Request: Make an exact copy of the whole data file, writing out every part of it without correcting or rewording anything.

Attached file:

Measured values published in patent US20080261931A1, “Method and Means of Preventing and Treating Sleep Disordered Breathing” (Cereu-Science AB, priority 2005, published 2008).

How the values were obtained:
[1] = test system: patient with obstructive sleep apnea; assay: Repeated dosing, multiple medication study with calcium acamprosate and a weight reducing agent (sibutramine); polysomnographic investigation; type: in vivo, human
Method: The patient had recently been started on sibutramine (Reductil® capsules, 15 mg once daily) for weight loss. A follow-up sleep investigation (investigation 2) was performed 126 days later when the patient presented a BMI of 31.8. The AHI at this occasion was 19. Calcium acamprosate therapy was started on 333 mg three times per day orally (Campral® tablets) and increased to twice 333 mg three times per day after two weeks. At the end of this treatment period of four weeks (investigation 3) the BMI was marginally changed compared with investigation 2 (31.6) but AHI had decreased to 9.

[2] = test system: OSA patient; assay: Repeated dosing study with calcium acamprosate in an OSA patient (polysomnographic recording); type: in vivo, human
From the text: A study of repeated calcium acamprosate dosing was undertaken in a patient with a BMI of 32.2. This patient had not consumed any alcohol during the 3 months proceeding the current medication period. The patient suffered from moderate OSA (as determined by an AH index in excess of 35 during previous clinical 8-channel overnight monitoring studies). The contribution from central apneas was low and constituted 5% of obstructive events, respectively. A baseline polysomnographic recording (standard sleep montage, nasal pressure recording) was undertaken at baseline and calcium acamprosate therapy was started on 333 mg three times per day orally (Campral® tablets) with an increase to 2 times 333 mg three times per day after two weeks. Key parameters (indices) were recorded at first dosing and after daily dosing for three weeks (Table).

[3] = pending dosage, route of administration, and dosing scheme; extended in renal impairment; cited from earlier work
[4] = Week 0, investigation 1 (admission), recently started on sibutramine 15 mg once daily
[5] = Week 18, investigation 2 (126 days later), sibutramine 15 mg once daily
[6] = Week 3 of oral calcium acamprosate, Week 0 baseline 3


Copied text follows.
Measured values published in patent US20080261931A1, “Method and Means of Preventing and Treating Sleep Disordered Breathing” (Cereu-Science AB, priority 2005, published 2008).

How the values were obtained:
[1] = test system: patient with obstructive sleep apnea; assay: Repeated dosing, multiple medication study with calcium acamprosate and a weight reducing agent (sibutramine); polysomnographic investigation; type: in vivo, human
Method: The patient had recently been started on sibutramine (Reductil® capsules, 15 mg once daily) for weight loss. A follow-up sleep investigation (investigation 2) was performed 126 days later when the patient presented a BMI of 31.8. The AHI at this occasion was 19. Calcium acamprosate therapy was started on 333 mg three times per day orally (Campral® tablets) and increased to twice 333 mg three times per day after two weeks. At the end of this treatment period of four weeks (investigation 3) the BMI was marginally changed compared with investigation 2 (31.6) but AHI had decreased to 9.

[2] = test system: OSA patient; assay: Repeated dosing study with calcium acamprosate in an OSA patient (polysomnographic recording); type: in vivo, human
From the text: A study of repeated calcium acamprosate dosing was undertaken in a patient with a BMI of 32.2. This patient had not consumed any alcohol during the 3 months proceeding the current medication period. The patient suffered from moderate OSA (as determined by an AH index in excess of 35 during previous clinical 8-channel overnight monitoring studies). The contribution from central apneas was low and constituted 5% of obstructive events, respectively. A baseline polysomnographic recording (standard sleep montage, nasal pressure recording) was undertaken at baseline and calcium acamprosate therapy was started on 333 mg three times per day orally (Campral® tablets) with an increase to 2 times 333 mg three times per day after two weeks. Key parameters (indices) were recorded at first dosing and after daily dosing for three weeks (Table).

[3] = pending dosage, route of administration, and dosing scheme; extended in renal impairment; cited from earlier work
[4] = Week 0, investigation 1 (admission), recently started on sibutramine 15 mg once daily
[5] = Week 18, investigation 2 (126 days later), sibutramine 15 mg once daily
[6] = Week 3 of oral calcium acamprosate, Week 0 baseline 3